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Where there is no law, but every man does what is right in his own eyes, there is the least of real liberty
Henry M. Robert

Writers, celebrities, and Plast members to provide Ukrainian children with books

National benevolent project promotes reading among socially disadvantaged children
7 October, 2008 - 00:00

A year-long project to promote reading among Ukraine’s socially disadvantaged children was launched on Sept. 30. The organizers of this benevolent action include the international benevolent foundation Ukraine 3000, Hrani-T Publishers, the BF Society of Children’s Friends, the Christian youth organization Vytaniia, and the Plast national scouting organization.

By forming library collections at children’s institutions in various oblasts of Ukraine, the organizers want to strengthen the intellectual, spiritual, and cultural development of orphans and other socially disadvantaged children. To reach this goal, the organizers have drafted a detailed action plan.

The literacy project will soon be monitoring reading at children’s institutions in various oblasts of Ukraine.

“There are orphanages in every oblast. Our project partners will visit them to determine how many children live there, their ages, and what kinds of books they need. We have to find out what these children should have,” explained Diana Klochko, editor in chief of Hrani-T.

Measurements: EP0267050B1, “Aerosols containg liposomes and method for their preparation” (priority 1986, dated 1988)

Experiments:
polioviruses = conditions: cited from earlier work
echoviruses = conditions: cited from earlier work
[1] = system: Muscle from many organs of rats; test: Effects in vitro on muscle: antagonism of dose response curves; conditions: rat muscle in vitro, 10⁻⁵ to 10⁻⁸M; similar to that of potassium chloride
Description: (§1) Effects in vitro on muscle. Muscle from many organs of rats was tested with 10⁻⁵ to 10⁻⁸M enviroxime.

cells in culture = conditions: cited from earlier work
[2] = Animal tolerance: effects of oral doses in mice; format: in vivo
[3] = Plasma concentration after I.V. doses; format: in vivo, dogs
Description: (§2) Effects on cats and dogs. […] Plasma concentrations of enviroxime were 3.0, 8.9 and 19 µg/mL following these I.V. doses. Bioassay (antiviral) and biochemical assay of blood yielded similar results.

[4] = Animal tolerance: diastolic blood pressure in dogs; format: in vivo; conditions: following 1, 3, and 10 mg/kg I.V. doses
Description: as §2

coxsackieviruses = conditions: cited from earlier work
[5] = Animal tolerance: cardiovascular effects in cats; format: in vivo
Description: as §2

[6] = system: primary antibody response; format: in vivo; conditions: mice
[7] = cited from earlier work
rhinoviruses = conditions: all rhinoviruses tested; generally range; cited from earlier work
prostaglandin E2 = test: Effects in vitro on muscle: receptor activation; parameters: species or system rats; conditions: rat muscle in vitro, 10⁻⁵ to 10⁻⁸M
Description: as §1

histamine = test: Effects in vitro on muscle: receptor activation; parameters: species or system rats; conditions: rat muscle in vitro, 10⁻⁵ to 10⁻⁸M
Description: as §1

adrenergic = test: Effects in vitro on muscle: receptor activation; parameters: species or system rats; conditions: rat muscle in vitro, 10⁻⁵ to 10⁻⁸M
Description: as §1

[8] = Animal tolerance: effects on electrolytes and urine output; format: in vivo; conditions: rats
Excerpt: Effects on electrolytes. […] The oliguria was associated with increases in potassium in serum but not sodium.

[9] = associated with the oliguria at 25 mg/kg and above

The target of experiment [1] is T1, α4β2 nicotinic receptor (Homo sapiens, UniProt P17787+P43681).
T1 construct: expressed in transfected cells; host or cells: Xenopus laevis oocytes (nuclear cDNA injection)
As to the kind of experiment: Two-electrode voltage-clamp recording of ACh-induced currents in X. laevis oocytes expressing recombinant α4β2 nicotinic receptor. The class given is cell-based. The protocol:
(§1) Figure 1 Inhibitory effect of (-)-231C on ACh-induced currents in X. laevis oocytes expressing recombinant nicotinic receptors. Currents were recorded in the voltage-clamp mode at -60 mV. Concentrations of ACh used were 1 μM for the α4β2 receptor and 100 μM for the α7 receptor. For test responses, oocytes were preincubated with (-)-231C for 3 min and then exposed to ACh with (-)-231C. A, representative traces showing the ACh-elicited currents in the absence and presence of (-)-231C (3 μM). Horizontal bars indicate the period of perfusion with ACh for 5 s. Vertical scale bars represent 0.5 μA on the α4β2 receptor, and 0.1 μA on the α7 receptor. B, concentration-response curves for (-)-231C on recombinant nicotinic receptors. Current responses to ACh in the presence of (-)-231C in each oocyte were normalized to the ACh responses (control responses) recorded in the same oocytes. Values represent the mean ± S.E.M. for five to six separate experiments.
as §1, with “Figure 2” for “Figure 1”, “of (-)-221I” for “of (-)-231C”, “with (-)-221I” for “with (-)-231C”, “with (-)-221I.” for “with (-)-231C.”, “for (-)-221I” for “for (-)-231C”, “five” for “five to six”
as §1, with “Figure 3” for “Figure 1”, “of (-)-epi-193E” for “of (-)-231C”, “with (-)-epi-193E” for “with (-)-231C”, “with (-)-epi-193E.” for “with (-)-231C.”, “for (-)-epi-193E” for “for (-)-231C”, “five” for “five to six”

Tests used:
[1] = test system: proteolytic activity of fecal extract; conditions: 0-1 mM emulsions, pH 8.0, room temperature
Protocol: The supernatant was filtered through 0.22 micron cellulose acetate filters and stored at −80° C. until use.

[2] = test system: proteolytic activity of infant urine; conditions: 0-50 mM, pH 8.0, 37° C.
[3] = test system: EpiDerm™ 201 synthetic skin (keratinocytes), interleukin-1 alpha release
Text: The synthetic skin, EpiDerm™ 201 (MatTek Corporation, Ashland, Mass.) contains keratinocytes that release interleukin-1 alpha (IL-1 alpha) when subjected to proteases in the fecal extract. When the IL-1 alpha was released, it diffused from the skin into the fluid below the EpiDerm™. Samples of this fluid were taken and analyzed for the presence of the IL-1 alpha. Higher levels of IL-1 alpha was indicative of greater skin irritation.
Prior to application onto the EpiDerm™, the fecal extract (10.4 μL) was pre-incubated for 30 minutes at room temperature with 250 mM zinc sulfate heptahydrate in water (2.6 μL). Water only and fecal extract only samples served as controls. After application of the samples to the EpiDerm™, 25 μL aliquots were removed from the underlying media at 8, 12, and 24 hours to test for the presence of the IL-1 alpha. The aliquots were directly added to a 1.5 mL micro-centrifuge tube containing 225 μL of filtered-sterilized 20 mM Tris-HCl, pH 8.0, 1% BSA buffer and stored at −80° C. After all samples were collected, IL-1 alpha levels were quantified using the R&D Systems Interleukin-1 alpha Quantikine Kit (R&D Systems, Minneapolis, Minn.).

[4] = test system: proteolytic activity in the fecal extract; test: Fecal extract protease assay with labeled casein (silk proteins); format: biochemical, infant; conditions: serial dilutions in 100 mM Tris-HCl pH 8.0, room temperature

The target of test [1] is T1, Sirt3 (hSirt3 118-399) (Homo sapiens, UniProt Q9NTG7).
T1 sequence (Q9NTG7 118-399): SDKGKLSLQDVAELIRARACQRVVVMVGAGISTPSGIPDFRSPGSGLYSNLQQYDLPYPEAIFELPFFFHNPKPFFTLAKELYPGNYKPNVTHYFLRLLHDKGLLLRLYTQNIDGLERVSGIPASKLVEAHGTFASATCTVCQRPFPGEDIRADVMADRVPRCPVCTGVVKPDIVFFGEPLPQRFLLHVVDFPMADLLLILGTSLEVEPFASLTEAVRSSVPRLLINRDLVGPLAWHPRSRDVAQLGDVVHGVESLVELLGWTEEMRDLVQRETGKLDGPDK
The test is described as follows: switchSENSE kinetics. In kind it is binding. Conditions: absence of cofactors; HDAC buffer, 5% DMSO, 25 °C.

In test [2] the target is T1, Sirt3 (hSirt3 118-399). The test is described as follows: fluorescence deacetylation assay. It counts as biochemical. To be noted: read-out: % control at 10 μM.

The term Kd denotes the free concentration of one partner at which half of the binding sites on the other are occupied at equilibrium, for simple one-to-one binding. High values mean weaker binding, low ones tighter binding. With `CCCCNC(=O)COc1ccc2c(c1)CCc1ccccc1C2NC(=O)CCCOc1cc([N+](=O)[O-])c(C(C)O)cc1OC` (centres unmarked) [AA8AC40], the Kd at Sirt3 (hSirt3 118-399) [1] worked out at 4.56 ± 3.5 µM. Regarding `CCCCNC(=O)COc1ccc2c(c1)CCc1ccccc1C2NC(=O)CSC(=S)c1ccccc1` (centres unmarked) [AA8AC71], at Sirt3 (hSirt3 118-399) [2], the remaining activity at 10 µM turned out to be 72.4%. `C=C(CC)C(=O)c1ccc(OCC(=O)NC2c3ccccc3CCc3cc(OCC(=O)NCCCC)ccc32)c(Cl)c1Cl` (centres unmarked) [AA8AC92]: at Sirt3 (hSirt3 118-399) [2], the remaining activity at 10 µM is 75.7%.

Every month the project organizers, together with an assortment of volunteers, will be visiting children’s institutions in two oblasts and bringing books to expand their libraries. Later, volunteers from Plast and Vytaniia will visit orphanages to talk about books with the children.

“Children don’t know how to read books. This project is aimed not only at establishing mini-libraries in orphanages, but also at teaching them to read books. Children in such institutions seldom understand what it means to read books. Even after reading a text, they are unable to retell it, understand it, or visualize the characters. This problem exists all over the world; there are signals everywhere that people have stopped reading. They are passive readers,” Klochko said.

In addition, the project organizers will involve celebrities, such as writers, theatrical stars, people in show business, and athletes. They will meet with the children and discuss books with them in the newly created mini-libraries.

“The children will meet people whom they have seen only on television. This does not mean that television is being opposed to books. Television people will be bringing books, and they will show the kids that they know how to read books and love them,” Klochko added.

By Masha TOMAK, The Day